Bloodshot (2020) Review

Remember the pre-MCU (Marvel Cinematic Universe) era during the 1990s and 2000s where most comic-book movies suffered a huge dip in quality? (e.g. 1997’s Batman & Robin and Spawn as well as 2005’s Elektra). Bloodshot happens to be one of them — a dead on arrival of the first movie in a proposed shared cinematic universe based on Valiant Comics. It’s a pity, considering the huge popularity of the comic itself in terms of sales and numerous accolades.

Even the plot itself — credited to Jeff Wadlow (yes, the same guy who wrote and directed the horrendous Fantasy Island) and Eric Heisserer — is a mishmash of ideas borrowed from the likes of RoboCop, The Terminator and Edge of Tomorrow, with the latter has a Groundhog Day-like story device involving a dead U.S. marine (Vin Diesel’s Ray Garrison) brought back to life through a scientific experiment supervised by Dr Emil Harting (Guy Pearce) and turned him into a nanobot-enhanced super-soldier. Soon, Garrison experienced a series of déjà vu related to his own death that killed him and his wife (Talulah Riley’s Gina) in the first place.

So, what went wrong with Bloodshot? Let’s start with the hopelessly miscast Vin Diesel as the titular comic character, whose performance is as wooden as a piece of plank. It doesn’t help either when his vigilante character is underwritten while severely lacking the emotional weight to feel sympathy for the loss of his murdered wife. Speaking of the wife, it is unfortunate that Talulah Riley is only given a thankless role that served mainly as a mere placeholder in the movie. The rest of the cast isn’t any better as well, with Guy Pearce and Toby Kebbell both forgettable as Dr Emil Harting and Martin Axe, the person responsible for Garrison and his wife’s deaths. Eiza González, who plays one of the enhanced super-soldiers named KT, is nothing more than appearing as eye candy.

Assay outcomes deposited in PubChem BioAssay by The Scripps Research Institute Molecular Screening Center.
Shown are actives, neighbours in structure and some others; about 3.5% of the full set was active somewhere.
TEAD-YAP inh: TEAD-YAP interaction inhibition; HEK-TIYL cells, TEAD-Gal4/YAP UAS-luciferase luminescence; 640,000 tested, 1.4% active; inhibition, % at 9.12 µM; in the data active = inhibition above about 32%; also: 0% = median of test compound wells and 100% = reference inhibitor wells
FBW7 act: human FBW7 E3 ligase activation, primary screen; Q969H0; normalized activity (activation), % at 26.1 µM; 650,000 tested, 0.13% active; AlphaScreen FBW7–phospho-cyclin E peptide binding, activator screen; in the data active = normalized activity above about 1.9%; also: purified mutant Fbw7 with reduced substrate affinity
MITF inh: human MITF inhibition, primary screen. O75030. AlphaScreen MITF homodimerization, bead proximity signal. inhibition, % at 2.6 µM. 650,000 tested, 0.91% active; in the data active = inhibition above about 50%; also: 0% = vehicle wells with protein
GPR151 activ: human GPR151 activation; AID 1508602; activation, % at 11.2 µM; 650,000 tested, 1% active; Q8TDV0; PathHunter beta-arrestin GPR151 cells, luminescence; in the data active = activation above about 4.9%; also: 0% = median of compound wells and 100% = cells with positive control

Originally to be helmed by John Wick co-filmmakers Chad Stahelski and David Leitch but chose to pass on the project, former visual effects supervisor-turned-director Dave Wilson failed to do enough to generate any worthwhile entertainment. His direction is as pedestrian as it goes, with the 109-minute length feels like a chore to sit through. I understand that Bloodshot is only given a modest budget of US$42 million but that doesn’t mean the special effects have to appear as dated as if they were made in the bygone era.

Then, there’s the action — frustratingly incomprehensible with Jim May’s choppy editing and Dave Wilson’s ill-advised creative decision of shooting them with shaky-cam aesthetics. Given his prior experience in handling visuals for the movie (2015’s Avengers: Age of Ultron) and video games (e.g. Halo Wars, Mass Effect 2 and Star Wars: The Old Republic – Knights of the Eternal Throne), just about every technical aspect in Bloodshot looks shockingly amateurish. Not even the so-called various location settings that take place in some parts of the world — among them happens to be Kuala Lumpur, Malaysia —  look as if they were shot like a cheap, bargain-basement feature made for the direct-to-DVD or VOD markets.

So much for Bloodshot being positioned as a potential franchise-starter that could have put Valiant Comics in the Hollywood map similar to Marvel and DC. It makes me wonder if Chad Stahelski and David Leitch agreed to stay on for the project instead, the result could have been better than Dave Wilson’s ineffective directorial effort.